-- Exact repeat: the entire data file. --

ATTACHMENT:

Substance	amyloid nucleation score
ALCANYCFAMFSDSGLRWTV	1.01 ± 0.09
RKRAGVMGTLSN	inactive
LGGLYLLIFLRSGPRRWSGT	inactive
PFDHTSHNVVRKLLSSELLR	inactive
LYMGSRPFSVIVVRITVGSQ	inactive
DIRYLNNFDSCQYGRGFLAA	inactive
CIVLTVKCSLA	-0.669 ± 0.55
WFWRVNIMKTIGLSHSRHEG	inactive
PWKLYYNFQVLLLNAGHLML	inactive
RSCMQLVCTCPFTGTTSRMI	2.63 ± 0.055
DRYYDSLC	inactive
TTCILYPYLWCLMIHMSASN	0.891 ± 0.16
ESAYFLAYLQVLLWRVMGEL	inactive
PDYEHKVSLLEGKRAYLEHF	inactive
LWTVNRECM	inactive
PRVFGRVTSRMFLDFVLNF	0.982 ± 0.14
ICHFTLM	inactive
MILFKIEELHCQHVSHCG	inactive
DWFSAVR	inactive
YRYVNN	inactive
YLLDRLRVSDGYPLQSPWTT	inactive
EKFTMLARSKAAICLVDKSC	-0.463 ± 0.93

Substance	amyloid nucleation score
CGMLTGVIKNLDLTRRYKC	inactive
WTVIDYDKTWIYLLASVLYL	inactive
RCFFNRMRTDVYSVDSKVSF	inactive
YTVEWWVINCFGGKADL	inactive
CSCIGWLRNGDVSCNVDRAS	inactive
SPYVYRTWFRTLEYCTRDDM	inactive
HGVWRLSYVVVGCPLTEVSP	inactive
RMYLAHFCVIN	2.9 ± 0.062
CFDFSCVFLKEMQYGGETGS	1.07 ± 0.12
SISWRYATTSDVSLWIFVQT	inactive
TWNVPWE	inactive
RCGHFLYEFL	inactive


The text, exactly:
Substance	amyloid nucleation score
ALCANYCFAMFSDSGLRWTV	1.01 ± 0.09
RKRAGVMGTLSN	inactive
LGGLYLLIFLRSGPRRWSGT	inactive
PFDHTSHNVVRKLLSSELLR	inactive
LYMGSRPFSVIVVRITVGSQ	inactive
DIRYLNNFDSCQYGRGFLAA	inactive
CIVLTVKCSLA	-0.669 ± 0.55
WFWRVNIMKTIGLSHSRHEG	inactive
PWKLYYNFQVLLLNAGHLML	inactive
RSCMQLVCTCPFTGTTSRMI	2.63 ± 0.055
DRYYDSLC	inactive
TTCILYPYLWCLMIHMSASN	0.891 ± 0.16
ESAYFLAYLQVLLWRVMGEL	inactive
PDYEHKVSLLEGKRAYLEHF	inactive
LWTVNRECM	inactive
PRVFGRVTSRMFLDFVLNF	0.982 ± 0.14
ICHFTLM	inactive
MILFKIEELHCQHVSHCG	inactive
DWFSAVR	inactive
YRYVNN	inactive
YLLDRLRVSDGYPLQSPWTT	inactive
EKFTMLARSKAAICLVDKSC	-0.463 ± 0.93

Substance	amyloid nucleation score
CGMLTGVIKNLDLTRRYKC	inactive
WTVIDYDKTWIYLLASVLYL	inactive
RCFFNRMRTDVYSVDSKVSF	inactive
YTVEWWVINCFGGKADL	inactive
CSCIGWLRNGDVSCNVDRAS	inactive
SPYVYRTWFRTLEYCTRDDM	inactive
HGVWRLSYVVVGCPLTEVSP	inactive
RMYLAHFCVIN	2.9 ± 0.062
CFDFSCVFLKEMQYGGETGS	1.07 ± 0.12
SISWRYATTSDVSLWIFVQT	inactive
TWNVPWE	inactive
RCGHFLYEFL	inactive